The Obama administration issued a statement before the vote that said consumers still have freedom of choice under the law. "Any type of bulb can be sold as long as it meets the efficiency requirements. In sum, the bill would hinder an opportunity to save American consumers money, while enhancing energy efficiency and reducing harmful emissions associated with energy production."
Let's translate this statement. "You can choose to buy any light bulb we allow you to buy."
Hardly freedom of choice.
Supporters of the standards say the higher-efficiency bulbs mandated by the Energy Independence and Security Act not only save energy but, despite higher up-front costs, save consumers money over time because the bulbs last longer.
This claim is not sourced. What bulb types are these unnamed supporters referring to? Florescent? Compact Florescent? Halogen? Some undeveloped technology to be named later? Any links or sources for any of this? And more importantly, how does this statement relate to Blackburn's statement? It goes to justifying the law, not addressing the truth of either of her claims.
So does the imposition of higher energy standards amount to a "de facto ban" on incandescent bulbs? Does it strip away "our freedom of choice and selection in the light bulbs we have in our homes?"
The short answer is no. Existing inefficient bulbs will stay in circulation and will continue to be sold to consumers until supplies run out. And while traditional tungsten-element bulbs can’t meet the higher standards and will not be manufactured, light bulb companies are continuing to make incandescent halogen bulbs, although they are more expensive than incandescent tungsten. So the only way you could consider there to be a ban would be if you couldn't afford the halogen bulbs.
OK, here's the only part of the article that actually addresses Blackburn's statement. While Sullivan admits that traditional bulbs will not be manufactured anymore, which concedes the truth of the first part of Blackburn's statement, he argues that since replacements are available, you haven't really had your choice taken away. By similar logic, the ban on saccharine wasn't really a ban on saccharine because you could still buy aspartame. In both cases, your choice has been limited by government regulation, infringing on your freedom of choice.
The Natural Resources Defense Council, an environmental group that supports the higher standards, points out that the trade association for domestic light manufacturers, the National Electrical Manufacturers Association, which would appear to have an interest in a banning of its products, has embraced the increased efficiency standards. The NRDC also notes that a factory in St. Marys, Pa., is retooling to make more efficient incandescent bulbs, creating domestic jobs.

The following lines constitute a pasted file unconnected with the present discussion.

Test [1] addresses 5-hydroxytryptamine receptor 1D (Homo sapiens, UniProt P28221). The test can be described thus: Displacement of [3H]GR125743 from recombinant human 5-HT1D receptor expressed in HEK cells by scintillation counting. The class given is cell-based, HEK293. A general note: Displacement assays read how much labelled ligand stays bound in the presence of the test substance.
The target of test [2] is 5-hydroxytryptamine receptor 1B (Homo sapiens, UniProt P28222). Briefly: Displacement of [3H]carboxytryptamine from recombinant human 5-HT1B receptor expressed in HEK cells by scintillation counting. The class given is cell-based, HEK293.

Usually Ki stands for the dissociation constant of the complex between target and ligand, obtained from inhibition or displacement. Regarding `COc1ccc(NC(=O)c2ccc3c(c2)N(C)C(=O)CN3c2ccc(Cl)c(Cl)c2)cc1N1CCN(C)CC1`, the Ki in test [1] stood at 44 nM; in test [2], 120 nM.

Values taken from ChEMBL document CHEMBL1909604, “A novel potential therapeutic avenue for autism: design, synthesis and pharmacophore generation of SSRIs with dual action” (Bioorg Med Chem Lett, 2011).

In perhaps the most telling endorsement of the higher standards, Barry Edison Sloane, the great-grandson of the inventor of the incandescent bulb, Thomas Edison, called those who sought their repeal "narrow-minded." Consumers Union, which produces Consumer Reports, also endorses the higher standards.
Two paragraphs with more endorsements of the new standards, and completely irrelevant to whether Blackburn's statement was true or false.
Traditional 100-watt incandescent bulbs would have been the first to fail to meet the new standards that were to have taken effect Jan. 1. Congress in late December effectively delayed that until October 2012. Other traditional incandescents will fail to meet the lumens-per-watt standard between then and 2014, when the standard for 40-watt bulbs kicks in. Several kinds of incandescent bulbs within those wattage ranges are exempt from the new standards, including appliance bulbs, colored bulbs and stage lighting in theaters.
This paragraph explains the process of removing traditional incandescent bulbs from the marketplace, and is material that completely backs Blackburn's claims.
PolitiFact has checked many other assertions regarding the light bulb controversy, finding a claim by the conservative political action committee AmeriPAC that "you will be mandated by federal law to get rid of your existing light bulbs" to be a "Pants on Fire"-level misrepresentation. Others have been equally misleading, particularly Varney, who can be found in a 2009 debate with environmentalist actor Ed Begley Jr. stating: "The government is telling me I may not have incandescent lights."
A lovely little paragraph that again, has nothing to do with Blackburn's statement, but is used to make her look bad through association.
Let me illustrate how this associative guilt thing works. Instead of describing Ed Begley Jr. as an 'environmentalist actor,' what if he were described as '9-11 truther and conspiracy theorist Ed Begley Jr.?' It would be just as accurate, but it would certainly prejudice the reader against his opinions, would it not?
Is that how McElroy defines the highest standards of journalism? Guilt by association?
And the conclusion:
Blackburn has been more careful in qualifying the language she uses to advance her cause. Because the standards will ultimately bring about the end of traditional incandescent bulbs, there is an element of truth in Blackburn’s claims. But consumers will still have plenty of choice of different types of bulbs, even if traditional incandescents are not for sale.